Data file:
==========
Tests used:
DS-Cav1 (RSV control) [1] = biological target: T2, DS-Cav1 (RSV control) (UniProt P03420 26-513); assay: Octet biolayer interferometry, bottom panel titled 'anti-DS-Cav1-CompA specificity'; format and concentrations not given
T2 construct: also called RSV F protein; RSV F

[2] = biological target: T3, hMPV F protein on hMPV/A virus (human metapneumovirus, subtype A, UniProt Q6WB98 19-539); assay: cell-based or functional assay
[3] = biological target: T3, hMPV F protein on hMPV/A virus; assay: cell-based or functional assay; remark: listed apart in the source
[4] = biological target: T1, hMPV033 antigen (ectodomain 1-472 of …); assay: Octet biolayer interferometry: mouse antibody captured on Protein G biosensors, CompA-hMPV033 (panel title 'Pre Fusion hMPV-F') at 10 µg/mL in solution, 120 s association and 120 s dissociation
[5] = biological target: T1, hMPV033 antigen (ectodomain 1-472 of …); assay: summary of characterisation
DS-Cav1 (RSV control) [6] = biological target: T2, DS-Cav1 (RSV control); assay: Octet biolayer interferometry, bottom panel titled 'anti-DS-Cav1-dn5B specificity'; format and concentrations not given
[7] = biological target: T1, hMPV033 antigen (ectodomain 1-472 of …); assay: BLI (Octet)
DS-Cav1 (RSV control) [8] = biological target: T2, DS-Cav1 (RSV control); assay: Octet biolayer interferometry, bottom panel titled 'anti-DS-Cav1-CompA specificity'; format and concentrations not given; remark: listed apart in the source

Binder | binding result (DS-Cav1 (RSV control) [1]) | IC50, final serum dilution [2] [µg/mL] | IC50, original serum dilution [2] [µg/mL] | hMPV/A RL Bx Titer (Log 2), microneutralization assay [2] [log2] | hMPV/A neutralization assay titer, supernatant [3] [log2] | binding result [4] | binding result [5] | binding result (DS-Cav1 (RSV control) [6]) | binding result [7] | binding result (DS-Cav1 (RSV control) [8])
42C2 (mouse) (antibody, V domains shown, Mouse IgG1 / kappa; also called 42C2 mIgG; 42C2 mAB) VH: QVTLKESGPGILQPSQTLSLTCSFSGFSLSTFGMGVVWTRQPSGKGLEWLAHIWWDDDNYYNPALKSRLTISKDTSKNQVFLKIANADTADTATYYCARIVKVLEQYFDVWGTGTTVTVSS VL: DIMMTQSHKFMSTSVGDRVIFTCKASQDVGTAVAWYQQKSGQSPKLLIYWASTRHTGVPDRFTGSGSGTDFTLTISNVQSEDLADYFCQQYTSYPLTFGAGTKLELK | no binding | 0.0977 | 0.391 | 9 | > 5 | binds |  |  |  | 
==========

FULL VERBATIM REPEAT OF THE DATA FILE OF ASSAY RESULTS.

Tests used:
DS-Cav1 (RSV control) [1] = biological target: T2, DS-Cav1 (RSV control) (UniProt P03420 26-513); assay: Octet biolayer interferometry, bottom panel titled 'anti-DS-Cav1-CompA specificity'; format and concentrations not given
T2 construct: also called RSV F protein; RSV F

[2] = biological target: T3, hMPV F protein on hMPV/A virus (human metapneumovirus, subtype A, UniProt Q6WB98 19-539); assay: cell-based or functional assay
[3] = biological target: T3, hMPV F protein on hMPV/A virus; assay: cell-based or functional assay; remark: listed apart in the source
[4] = biological target: T1, hMPV033 antigen (ectodomain 1-472 of …); assay: Octet biolayer interferometry: mouse antibody captured on Protein G biosensors, CompA-hMPV033 (panel title 'Pre Fusion hMPV-F') at 10 µg/mL in solution, 120 s association and 120 s dissociation
[5] = biological target: T1, hMPV033 antigen (ectodomain 1-472 of …); assay: summary of characterisation
DS-Cav1 (RSV control) [6] = biological target: T2, DS-Cav1 (RSV control); assay: Octet biolayer interferometry, bottom panel titled 'anti-DS-Cav1-dn5B specificity'; format and concentrations not given
[7] = biological target: T1, hMPV033 antigen (ectodomain 1-472 of …); assay: BLI (Octet)
DS-Cav1 (RSV control) [8] = biological target: T2, DS-Cav1 (RSV control); assay: Octet biolayer interferometry, bottom panel titled 'anti-DS-Cav1-CompA specificity'; format and concentrations not given; remark: listed apart in the source

Binder | binding result (DS-Cav1 (RSV control) [1]) | IC50, final serum dilution [2] [µg/mL] | IC50, original serum dilution [2] [µg/mL] | hMPV/A RL Bx Titer (Log 2), microneutralization assay [2] [log2] | hMPV/A neutralization assay titer, supernatant [3] [log2] | binding result [4] | binding result [5] | binding result (DS-Cav1 (RSV control) [6]) | binding result [7] | binding result (DS-Cav1 (RSV control) [8])
42C2 (mouse) (antibody, V domains shown, Mouse IgG1 / kappa; also called 42C2 mIgG; 42C2 mAB) VH: QVTLKESGPGILQPSQTLSLTCSFSGFSLSTFGMGVVWTRQPSGKGLEWLAHIWWDDDNYYNPALKSRLTISKDTSKNQVFLKIANADTADTATYYCARIVKVLEQYFDVWGTGTTVTVSS VL: DIMMTQSHKFMSTSVGDRVIFTCKASQDVGTAVAWYQQKSGQSPKLLIYWASTRHTGVPDRFTGSGSGTDFTLTISNVQSEDLADYFCQQYTSYPLTFGAGTKLELK | no binding | 0.0977 | 0.391 | 9 | > 5 | binds |  |  |  | 